An outbreak of E. coli O145 in three states has hospitalized 12, three of whom have developed hemolytic Uremic syndrome (HUS), a severe complication of E. coli infection. Victims in Michigan, Ohio, and New York are ill with E. coli O145, which has been linked to a recall of tainted lettuce by Freshway Foods. HUS is a complex and life-threatening illness, and Marler Clark’s newly updated informational website www.about-HUS.com contains valuable information for consumers and media.
Hemolytic uremic syndrome is a complication that occurs in about 10 percent of those infected with Shiga toxin-producing E. coli, such as the current outbreak of E. coli O145. HUS was first described in 1955, but was not known to be secondary to E. coli infections until 1982. It is now recognized as the most common cause of acute kidney failure in infants and young children. Adolescents and adults are also susceptible, as are the elderly, who often succumb to the disease. The website contains research and information on symptoms, diagnosis, treatment, and long-term prognosis, written by the top experts in the field.
Freshway Foods and the Food and Drug Administration announced yesterday that romaine lettuce contaminated with E. coli O145 was sold to wholesalers, food service outlets, in-store salad bars and delis in Alabama, Connecticut, District of Columbia, Florida, Georgia, Illinois, Indiana, Kansas, Kentucky, Maryland, Massachusetts, Michigan, Missouri, New Jersey, New York, North Carolina, Ohio, Pennsylvania, Rhode Island, South Carolina, Tennessee, Virginia, West Virginia and Wisconsin. The affected lettuce has a "best if used by" date of May 12 or earlier. The recall also affects "grab and go" salads sold at Kroger, Giant Eagle, Ingles Markets and Marsh grocery stores.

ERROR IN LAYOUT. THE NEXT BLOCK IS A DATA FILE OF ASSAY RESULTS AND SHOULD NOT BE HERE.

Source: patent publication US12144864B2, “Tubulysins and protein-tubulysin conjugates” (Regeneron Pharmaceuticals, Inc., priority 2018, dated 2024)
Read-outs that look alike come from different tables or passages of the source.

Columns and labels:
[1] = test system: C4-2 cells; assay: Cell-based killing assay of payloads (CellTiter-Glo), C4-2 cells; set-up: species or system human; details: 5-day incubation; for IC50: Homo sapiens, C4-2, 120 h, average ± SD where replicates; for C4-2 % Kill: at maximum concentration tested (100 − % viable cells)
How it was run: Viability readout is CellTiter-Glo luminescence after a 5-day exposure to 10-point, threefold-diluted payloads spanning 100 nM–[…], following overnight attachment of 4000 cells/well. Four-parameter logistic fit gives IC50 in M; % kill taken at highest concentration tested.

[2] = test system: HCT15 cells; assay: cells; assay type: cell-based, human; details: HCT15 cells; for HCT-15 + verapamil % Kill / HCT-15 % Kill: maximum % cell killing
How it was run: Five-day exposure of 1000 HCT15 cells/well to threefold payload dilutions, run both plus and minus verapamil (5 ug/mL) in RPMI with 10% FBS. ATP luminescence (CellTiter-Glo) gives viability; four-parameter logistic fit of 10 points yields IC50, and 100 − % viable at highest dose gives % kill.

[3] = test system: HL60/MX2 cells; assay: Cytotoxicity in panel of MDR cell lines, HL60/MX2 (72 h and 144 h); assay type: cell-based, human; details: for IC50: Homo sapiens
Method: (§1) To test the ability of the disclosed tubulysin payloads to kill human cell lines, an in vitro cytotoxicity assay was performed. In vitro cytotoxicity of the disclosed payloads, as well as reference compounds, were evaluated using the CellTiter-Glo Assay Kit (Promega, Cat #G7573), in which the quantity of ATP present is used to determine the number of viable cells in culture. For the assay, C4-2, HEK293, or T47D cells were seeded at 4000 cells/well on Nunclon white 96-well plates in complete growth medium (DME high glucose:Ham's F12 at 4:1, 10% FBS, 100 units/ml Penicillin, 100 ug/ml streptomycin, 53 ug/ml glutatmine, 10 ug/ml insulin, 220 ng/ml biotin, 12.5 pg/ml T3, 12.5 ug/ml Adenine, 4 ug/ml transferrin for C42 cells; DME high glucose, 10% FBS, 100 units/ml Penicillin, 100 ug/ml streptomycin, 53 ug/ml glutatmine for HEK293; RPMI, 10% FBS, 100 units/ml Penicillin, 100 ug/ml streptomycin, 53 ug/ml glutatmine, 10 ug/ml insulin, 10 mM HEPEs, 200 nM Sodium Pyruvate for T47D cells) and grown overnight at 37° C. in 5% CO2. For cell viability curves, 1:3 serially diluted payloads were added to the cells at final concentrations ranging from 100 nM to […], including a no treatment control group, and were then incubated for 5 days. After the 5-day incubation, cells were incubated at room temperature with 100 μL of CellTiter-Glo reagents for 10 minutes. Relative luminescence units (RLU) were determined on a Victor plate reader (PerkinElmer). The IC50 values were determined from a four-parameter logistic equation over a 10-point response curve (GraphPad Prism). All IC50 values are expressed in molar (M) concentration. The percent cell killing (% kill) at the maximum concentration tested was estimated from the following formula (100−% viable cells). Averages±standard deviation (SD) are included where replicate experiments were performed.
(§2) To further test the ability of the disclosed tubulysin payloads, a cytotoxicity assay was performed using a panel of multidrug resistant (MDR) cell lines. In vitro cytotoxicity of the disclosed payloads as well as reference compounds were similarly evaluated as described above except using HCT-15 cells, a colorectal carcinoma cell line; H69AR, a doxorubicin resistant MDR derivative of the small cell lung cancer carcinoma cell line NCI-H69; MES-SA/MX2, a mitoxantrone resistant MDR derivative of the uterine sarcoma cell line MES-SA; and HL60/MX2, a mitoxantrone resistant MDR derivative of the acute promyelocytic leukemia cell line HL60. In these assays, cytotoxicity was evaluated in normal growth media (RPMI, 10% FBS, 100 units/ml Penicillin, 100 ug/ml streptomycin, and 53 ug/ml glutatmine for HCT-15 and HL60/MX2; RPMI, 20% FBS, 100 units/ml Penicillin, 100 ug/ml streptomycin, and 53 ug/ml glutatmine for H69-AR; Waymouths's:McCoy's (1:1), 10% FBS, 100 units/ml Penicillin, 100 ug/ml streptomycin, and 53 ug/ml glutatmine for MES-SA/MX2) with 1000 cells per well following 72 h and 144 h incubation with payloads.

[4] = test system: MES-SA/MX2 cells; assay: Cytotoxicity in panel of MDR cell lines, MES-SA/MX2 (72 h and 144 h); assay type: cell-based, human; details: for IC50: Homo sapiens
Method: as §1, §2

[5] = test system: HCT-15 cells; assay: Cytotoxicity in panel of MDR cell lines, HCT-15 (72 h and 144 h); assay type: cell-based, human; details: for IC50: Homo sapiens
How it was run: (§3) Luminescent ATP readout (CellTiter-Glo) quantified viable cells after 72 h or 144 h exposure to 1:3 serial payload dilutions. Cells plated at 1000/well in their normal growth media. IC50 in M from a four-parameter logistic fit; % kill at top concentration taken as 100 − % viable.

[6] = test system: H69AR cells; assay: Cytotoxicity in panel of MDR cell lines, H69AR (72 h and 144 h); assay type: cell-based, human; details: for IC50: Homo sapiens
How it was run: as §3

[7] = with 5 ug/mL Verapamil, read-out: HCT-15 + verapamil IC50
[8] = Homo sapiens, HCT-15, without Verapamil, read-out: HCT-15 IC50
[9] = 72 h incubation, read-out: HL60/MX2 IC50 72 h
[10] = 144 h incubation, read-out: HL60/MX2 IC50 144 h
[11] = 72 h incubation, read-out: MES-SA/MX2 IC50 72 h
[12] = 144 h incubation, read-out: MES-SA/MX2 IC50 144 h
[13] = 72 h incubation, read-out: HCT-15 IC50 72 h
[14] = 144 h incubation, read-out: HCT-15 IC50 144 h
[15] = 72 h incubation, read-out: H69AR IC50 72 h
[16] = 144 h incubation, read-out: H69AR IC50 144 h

The recall of Romaine Lettuce was initiated after illnesses were reported in Michigan, Ohio and New York - primarily impacting students at University of Michigan, The Ohio State University and Daemen College.
Given the time of the year, the most likely area for growing romaine lettuce is Arizona – likely Yuma. The investigation is likely hampered by the failure of health departments throughout the United States to test ill persons stools for E. coli O145, as the strain is not yet considered an adulterant by the health authorities. Previous outbreaks involving lettuce and E. coli can be found at http://www.outbreakdatabase.com.